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Twofer Tuesday: On Generosity Burnout & Intellectual Humility

This may seem a little contradictory, but it’s actually beneficial to put both yourself first and your ideas aside. As with most things in life, it’s all about the when and where. The first article in this week’s Twofer looks at why (and how) to avoid “generosity burnout.” The second explores the merits of intellectual humility.

Generous to a Fault?

Many top executives find success by putting the needs of their company ahead of their own. But that doesn’t mean everyone in the workforce should follow their lead.

For those who aren’t in the C-suite, on-the-job selflessness can lead to exhaustion and often ends up hurting rather than helping the people they set out to assist.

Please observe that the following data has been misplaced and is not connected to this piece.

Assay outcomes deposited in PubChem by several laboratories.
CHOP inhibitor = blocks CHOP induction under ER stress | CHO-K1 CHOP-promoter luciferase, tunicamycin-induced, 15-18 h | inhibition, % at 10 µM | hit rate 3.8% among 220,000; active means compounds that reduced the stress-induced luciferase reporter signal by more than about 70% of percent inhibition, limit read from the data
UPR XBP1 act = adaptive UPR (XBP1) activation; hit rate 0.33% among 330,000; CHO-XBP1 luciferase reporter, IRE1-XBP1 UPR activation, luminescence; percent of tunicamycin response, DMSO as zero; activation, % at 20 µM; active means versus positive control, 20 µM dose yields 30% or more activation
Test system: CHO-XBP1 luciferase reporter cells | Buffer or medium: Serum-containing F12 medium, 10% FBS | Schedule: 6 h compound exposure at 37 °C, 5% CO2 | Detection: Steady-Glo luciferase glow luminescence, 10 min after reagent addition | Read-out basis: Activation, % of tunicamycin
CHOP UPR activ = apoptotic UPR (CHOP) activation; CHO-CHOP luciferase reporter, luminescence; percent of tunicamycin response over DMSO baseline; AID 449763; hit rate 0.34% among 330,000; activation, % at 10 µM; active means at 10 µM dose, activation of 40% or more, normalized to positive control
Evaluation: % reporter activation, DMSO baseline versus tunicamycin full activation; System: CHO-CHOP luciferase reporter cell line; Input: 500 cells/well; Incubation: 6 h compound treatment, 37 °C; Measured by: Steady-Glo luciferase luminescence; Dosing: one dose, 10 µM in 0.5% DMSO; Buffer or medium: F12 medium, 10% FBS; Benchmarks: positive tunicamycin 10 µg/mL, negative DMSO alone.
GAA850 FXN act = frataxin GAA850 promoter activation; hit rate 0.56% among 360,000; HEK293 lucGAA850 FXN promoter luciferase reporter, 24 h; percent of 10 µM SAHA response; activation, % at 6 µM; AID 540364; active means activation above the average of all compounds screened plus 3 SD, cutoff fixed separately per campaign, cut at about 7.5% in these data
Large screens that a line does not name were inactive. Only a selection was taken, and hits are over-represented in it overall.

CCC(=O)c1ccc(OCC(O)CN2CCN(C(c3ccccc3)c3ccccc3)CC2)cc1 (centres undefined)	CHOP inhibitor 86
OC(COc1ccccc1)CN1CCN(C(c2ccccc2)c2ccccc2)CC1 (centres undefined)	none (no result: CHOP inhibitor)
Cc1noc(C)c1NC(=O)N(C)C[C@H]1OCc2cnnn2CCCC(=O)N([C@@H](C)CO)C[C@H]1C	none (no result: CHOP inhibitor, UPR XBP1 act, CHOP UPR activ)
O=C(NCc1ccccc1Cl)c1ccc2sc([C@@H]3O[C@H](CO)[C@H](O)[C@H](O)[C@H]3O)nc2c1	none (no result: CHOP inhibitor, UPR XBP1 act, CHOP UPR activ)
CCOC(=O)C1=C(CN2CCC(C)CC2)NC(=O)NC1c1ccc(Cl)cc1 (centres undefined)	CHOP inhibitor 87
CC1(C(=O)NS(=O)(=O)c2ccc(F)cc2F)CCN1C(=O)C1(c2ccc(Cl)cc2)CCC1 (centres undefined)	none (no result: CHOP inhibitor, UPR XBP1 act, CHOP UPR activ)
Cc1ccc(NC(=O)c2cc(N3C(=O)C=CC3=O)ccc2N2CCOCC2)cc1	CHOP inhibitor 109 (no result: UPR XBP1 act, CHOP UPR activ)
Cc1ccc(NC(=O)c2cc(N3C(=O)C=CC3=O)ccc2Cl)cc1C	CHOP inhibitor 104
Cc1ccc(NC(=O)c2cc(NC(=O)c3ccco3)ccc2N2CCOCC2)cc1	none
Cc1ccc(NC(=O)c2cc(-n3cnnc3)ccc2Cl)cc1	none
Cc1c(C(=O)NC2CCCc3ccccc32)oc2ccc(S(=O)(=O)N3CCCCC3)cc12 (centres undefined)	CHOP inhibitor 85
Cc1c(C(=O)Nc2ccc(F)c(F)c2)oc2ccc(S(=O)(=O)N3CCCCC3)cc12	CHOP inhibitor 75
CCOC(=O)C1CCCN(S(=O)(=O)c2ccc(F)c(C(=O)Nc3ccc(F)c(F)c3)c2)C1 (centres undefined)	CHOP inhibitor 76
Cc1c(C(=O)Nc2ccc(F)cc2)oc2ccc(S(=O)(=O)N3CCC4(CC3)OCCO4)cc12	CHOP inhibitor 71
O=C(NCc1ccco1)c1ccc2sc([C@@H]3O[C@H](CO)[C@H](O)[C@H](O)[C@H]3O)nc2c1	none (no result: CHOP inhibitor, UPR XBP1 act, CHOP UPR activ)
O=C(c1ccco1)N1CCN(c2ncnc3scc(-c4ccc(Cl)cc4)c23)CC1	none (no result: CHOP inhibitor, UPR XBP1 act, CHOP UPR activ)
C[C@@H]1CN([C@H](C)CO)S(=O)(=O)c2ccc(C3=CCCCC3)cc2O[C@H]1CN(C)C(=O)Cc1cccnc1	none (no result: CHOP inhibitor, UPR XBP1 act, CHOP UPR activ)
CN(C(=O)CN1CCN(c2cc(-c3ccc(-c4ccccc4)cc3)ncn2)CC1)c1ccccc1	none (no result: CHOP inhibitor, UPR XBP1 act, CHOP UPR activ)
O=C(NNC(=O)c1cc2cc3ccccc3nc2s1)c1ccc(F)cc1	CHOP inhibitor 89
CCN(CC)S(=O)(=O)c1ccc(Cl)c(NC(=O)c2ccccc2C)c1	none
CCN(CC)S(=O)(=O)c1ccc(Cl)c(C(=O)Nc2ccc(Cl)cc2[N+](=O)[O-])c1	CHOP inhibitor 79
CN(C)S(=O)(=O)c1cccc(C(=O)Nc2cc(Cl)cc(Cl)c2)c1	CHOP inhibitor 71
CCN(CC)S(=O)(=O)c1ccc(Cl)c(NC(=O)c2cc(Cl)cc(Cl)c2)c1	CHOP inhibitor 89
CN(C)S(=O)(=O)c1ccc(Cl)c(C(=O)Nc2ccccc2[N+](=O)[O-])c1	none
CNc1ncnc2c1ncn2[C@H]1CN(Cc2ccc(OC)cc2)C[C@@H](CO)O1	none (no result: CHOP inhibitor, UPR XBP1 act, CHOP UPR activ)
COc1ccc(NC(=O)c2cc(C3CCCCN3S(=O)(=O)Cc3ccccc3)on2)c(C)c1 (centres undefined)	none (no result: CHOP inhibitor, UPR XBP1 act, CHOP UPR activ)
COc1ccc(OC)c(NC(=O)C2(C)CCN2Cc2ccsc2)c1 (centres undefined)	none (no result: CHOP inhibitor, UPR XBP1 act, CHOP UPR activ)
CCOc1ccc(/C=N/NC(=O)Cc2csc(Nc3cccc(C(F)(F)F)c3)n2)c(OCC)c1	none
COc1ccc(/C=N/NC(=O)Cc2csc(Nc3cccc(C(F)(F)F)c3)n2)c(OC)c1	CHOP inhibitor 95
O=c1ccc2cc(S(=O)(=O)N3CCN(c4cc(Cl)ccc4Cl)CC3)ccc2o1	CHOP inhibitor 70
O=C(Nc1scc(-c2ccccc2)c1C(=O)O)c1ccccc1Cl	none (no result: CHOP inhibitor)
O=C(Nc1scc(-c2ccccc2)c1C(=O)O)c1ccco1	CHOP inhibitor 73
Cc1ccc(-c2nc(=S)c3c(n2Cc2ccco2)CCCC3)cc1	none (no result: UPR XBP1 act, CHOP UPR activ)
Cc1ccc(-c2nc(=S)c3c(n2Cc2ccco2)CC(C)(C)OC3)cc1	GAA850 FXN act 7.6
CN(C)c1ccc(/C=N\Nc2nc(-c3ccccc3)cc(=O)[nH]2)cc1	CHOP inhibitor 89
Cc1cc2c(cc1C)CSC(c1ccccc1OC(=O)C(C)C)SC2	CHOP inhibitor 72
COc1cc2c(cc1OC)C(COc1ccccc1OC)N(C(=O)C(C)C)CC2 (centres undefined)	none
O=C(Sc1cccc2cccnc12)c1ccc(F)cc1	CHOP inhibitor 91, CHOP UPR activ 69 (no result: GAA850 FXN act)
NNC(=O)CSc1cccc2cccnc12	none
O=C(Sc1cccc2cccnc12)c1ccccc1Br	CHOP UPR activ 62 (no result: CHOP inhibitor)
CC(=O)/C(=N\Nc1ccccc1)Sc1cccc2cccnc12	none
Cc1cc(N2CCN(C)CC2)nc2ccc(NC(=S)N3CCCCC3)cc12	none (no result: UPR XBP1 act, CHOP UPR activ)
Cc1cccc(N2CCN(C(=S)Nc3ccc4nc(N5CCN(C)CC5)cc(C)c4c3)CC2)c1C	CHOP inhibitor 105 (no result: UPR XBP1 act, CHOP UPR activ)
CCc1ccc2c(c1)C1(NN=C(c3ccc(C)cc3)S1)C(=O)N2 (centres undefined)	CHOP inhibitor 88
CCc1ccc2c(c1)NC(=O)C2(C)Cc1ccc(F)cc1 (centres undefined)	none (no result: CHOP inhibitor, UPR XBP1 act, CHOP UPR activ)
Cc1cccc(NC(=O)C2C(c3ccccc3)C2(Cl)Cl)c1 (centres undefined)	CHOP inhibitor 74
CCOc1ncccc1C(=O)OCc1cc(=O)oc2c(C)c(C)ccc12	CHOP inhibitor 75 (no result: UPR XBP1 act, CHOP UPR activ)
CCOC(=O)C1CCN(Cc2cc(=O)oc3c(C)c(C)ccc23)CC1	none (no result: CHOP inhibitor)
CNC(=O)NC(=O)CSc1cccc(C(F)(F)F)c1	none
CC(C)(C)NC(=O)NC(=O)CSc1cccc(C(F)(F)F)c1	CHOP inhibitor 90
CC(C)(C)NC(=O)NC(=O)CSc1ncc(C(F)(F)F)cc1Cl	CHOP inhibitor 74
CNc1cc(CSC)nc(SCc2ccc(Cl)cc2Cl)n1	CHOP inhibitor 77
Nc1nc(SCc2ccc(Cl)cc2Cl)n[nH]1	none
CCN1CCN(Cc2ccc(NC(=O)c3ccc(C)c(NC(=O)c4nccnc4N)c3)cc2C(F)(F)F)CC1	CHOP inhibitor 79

This Harvard Business Review article looks at how and when you should offer help, in a way that will preserve your productivity and effectiveness — not to mention your sanity!

Read: Beat Generosity Burnout

Think Your Ideas Are Better Than Others’? Think Again

It’s one thing to have the courage of your convictions. But when you’re unable to consider the beliefs, ideas and opinions of others, it doesn’t make you right or better — it just makes you incapable of learning.

“As daunting as it may seem, listening to friends and family with radically different views can be beneficial to our long-term intellectual progress.”

Read: How “Intellectual Humility” Can Make You a Better Person

Psst: Have you joined our Tools for the Time-Crunched Manager LinkedIn group? It’s designed to inspire and help you conquer the day-to-day challenges of your workday.

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